Scientists from around the world are meeting in Washington this week to debate how best to proceed with research into gene-editing technology.
Gene editing is a new precise form of genetic engineering. It uses enzymes from bacteria to locate genes within DNA and delete or replace them. In early 2015, Chinese scientists used it to modify human embryos as a first step towards preventing the genetic transmission of a blood disease.
Many people, including scientists, are worried about creating genetically modified humans. They’re worried about numerous things: genetic mistakes being passed on to the next generation; the creation of designer babies who are more intelligent, more beautiful or more athletic; and the possibility of causing severe growth abnormalities or cancer.
While these are valid concerns, they don’t justify a ban on research. Indeed, such research is a moral imperative for five reasons.
1. Curing genetic diseases
Gene editing could be used to cure genetic diseases such cystic fibrosis or thalassaemia (the blood disease that the Chinese researchers were working to eliminate). At present, there are no cures for such diseases.
Detractors say selection of healthy embryos or fetuses via genetic testing is preferable. But such genetic tests require abortion or embryo destruction, which is also objectionable to some people. What’s more, genetic selection doesn’t benefit patients – it’s not a cure. It merely brings a different person, who is free from disease, into existence. Future people would be grateful if their disease is cured, rather than being replaced by a different healthier or non-disabled person.
2. Dealing with complex diseases
Most common human diseases, such as heart disease or schizophrenia, don’t just involve one gene that’s abnormal (such as in cystic fibrosis). They’re the result of many, sometimes hundreds, of genes combining to cause ill health.
Genetic selection technologies can’t eliminate genetic predispositions to these diseases. In principle, gene editing could be used to reduce the risk of heart disease or Alzheimer’s disease.
3. Delaying or stopping ageing
Each day, thousands of people die from age-related causes. Cardiovascular disease (strongly age-related) is emerging as the biggest cause of death in the developing world. Ageing kills 30 million every year.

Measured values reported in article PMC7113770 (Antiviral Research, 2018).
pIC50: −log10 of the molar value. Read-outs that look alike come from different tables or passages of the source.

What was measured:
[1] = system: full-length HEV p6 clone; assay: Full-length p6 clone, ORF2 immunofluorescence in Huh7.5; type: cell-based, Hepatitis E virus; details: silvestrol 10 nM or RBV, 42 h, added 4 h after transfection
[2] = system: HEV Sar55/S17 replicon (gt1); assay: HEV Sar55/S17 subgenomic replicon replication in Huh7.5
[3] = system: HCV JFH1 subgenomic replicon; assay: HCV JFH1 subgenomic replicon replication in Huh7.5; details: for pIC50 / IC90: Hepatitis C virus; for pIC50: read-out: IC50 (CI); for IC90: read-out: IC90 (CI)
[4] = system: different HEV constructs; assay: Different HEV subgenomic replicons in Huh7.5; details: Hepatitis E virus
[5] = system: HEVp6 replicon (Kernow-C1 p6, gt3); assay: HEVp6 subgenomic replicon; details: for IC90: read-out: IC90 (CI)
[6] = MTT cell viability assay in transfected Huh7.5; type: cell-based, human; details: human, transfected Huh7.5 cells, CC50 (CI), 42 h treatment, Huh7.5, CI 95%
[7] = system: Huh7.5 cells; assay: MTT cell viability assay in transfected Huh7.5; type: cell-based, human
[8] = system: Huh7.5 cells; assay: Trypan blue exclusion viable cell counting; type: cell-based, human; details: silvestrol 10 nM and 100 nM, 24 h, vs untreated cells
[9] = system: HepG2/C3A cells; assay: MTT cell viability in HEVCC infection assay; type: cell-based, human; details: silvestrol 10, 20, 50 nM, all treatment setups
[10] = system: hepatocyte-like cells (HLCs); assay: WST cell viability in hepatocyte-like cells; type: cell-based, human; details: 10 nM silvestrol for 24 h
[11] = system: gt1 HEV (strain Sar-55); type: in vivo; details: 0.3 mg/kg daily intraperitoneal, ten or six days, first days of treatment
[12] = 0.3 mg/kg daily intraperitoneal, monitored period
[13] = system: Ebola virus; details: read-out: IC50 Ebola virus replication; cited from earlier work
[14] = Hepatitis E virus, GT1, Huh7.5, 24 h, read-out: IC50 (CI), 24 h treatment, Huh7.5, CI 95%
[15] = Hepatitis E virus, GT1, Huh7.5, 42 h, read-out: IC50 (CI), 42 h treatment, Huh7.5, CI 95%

That makes it the most under-researched cause of death and suffering relative to its significance. Indeed, age-related diseases, such as heart disease or cancer, are really the symptoms of an underlying disease: ageing.
Gene editing could delay or arrest ageing; this has already been achieved in mice. Gene editing might offer the prospect of humans living twice as long, or perhaps even hundreds of years, without loss of memory, frailty or impotence.
4. Stopping the genetic lottery
The fourth reason for supporting gene-editing research on human embryos is the flip side of the designer baby objection. People worry that such technology could be used to create a master race, like fair-haired, blue-eyed “Aryans”.
What this concern neglects is that the biological lottery – i.e. nature – has no mind to fairness. Some are born gifted and talented, others with short painful lives or severe disabilities. While we may worry about the creation of a genetic masterclass, we should also be concerned about those who draw the short genetic straw.
Diet, education, special services and other social interventions are used to correct natural inequality. Ritalin, for example, is prescribed to up to 10% of children with poor self-control to improve their educational prospects and behavioural control.
Gene editing could be used as a part of public health care for egalitarian reasons: to benefit the worst off. People worry that such technologies will be used to benefit only those who can afford it – keep reading for why they shouldn’t.
5. Making disease treatments less costly
Gene editing of human embryos could enable greater understanding of disease and new treatments that don’t modify human beings.
Gene-edited embryonic stem cell lines that cause or protect against disease could help us understand the origins of disease. Other edited stem cells could help treatment – imagine blood cells that kill and replace leukemic cells.
This knowledge could be used to develop treatments for diseases, including drugs, that can be produced cheaply. And that would reduce, rather than increase, inequality.
The moral imperative
There are valid concerns about applying gene editing to create live born babies. Such reproductive applications could be banned.
But the technology could be used for therapeutic research: to understand disease and develop new treatments. And any constraints we place on it must keep this in mind.
Laws to prevent reproductive gene editing may be justified on the basis of safety concerns but a ban on therapeutic gene editing cannot.
To ban it would be to ignore a great deal of good that can be done for a great many people, including some of the most vulnerable.
Julian Savulescu is an australian philosopher and bioethicists. He is Sir Louis Matheson Distinguishing Visiting Professor at Monash University, Uehiro Professor of Practical Ethics, University of Oxford.